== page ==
CineMarter
Mistress America - Could This Rapid-Fire Comedy be Noah Baumbach's Best Film?

Marter | 12 Sep 2015 12:00
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I laughed more during Mistress America more than almost any other film this year and, as soon as it ended, I felt like I wanted to go back and re-watch it.

If you're someone who saw Frances Ha and wound up irritated by its protagonist, and you have a fear that Mistress America will wind up giving you a similar feeling, rest assured, since despite being prominently featured in the movie, Greta Gerwig does not play the protagonist. As a result, she becomes a quirky supporting character, not the lead, which is far more tolerable. Instead, the leading role goes to Lola Kirke, whom you might recognize from Gone Girl, and here outdoes herself as an awkward college student. She's the diametric opposite of the Greta Gerwig character, despite desperately wanting to be the same, and the film is fascinating as a result.

Actually, one of the main recurring themes of Mistress America involves characters wanting something from someone else. Tracy wants to emulate Brooke - or perhaps is just using her for story ideas. Brooke wants the money and stability that her ex-fiancé (Michael Chernus) and his new wife have. That wife (Heather Lind) wishes to be pregnant, and wouldn't you know it: a pregnant woman without any other purpose spends a significant time on-screen in the film's final third. Tracy befriends Tony (Matthew Shear), who envies her writing talent; his girlfriend, Nicolette (Jasmine Cephas Jones), gets angry at anyone who even talks to her boyfriend. The interplay between these characters is so much fun to watch. Some of these characters even get comeuppance for their sins.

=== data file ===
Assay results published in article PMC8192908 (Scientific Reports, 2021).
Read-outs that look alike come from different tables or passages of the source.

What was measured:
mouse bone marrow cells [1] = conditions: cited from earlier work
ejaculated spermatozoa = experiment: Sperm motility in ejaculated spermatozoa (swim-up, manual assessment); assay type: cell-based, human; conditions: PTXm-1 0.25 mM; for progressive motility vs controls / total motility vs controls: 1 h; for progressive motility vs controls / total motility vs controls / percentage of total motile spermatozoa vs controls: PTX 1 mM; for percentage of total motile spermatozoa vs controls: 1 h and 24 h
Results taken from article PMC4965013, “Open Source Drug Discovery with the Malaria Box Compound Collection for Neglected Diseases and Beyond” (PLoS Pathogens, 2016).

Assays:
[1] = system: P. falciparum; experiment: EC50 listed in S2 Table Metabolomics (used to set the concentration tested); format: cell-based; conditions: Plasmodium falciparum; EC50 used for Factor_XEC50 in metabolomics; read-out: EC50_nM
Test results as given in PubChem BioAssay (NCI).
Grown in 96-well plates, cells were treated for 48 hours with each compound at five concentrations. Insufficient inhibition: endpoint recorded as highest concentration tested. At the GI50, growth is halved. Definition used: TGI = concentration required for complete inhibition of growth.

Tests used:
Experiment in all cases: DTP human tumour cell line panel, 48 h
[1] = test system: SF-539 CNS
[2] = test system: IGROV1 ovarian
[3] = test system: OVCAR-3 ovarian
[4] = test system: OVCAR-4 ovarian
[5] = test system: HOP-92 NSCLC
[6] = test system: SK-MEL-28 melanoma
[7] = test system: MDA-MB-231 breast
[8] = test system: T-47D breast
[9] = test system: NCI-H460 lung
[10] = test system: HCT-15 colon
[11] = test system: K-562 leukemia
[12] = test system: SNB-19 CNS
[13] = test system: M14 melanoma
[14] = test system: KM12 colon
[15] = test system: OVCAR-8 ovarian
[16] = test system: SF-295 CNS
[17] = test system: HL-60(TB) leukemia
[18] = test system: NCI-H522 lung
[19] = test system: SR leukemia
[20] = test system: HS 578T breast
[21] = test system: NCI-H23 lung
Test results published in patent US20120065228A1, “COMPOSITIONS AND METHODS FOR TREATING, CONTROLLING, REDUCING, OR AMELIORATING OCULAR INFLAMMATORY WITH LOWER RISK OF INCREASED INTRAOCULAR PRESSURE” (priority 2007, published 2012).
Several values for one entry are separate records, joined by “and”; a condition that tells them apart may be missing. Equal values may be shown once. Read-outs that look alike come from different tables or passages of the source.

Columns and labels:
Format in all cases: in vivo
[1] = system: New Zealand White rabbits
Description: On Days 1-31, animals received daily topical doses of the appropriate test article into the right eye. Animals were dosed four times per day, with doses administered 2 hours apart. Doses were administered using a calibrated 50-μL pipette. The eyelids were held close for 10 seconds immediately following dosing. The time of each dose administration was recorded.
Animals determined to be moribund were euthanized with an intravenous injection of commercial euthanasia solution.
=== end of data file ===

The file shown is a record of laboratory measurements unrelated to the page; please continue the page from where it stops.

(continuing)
Still, if you're not a big fan of Noah Baumbach and his films, this is another one that you're likely going to struggle to enjoy. It features his two biggest muses - Gerwig and New York - it follows self-involved characters whom you may not like, and it contains a ton of rapid-fire dialogue. It's likely to be more approachable than Frances Ha, just because it offers more than an erratic Greta Gerwig, but it still has the same traits; if those put you off, you'll want to skip Mistress America.

Probably the most enjoyable film of Noah Baumbach's career, Mistress America takes a lot of energy to watch because of its rapid-fire dialogue, heaps of social commentary, and interesting characters, but for those willing to put in the effort and for those who don't have an inherent disdain for Baumbach's films, it's well worth the watch. It's funny, smart, fascinating, features good performances, and will only set you back about 80 minutes. This is one of the funniest films I've seen this year.

Bottom Line: Smart and funny, Mistress America is a film to watch - as long as you're not immediately put off by Noah Baumbach's writing style.

Recommendation: Unless you have an inherent dislike for anything Noah Baumbach, Mistress America is well worth the small time commitment.

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If you want more of Matthew "Marter" Parkinson, you can follow him on the Twitter @Martertweet and check out his weekly movie podcast.

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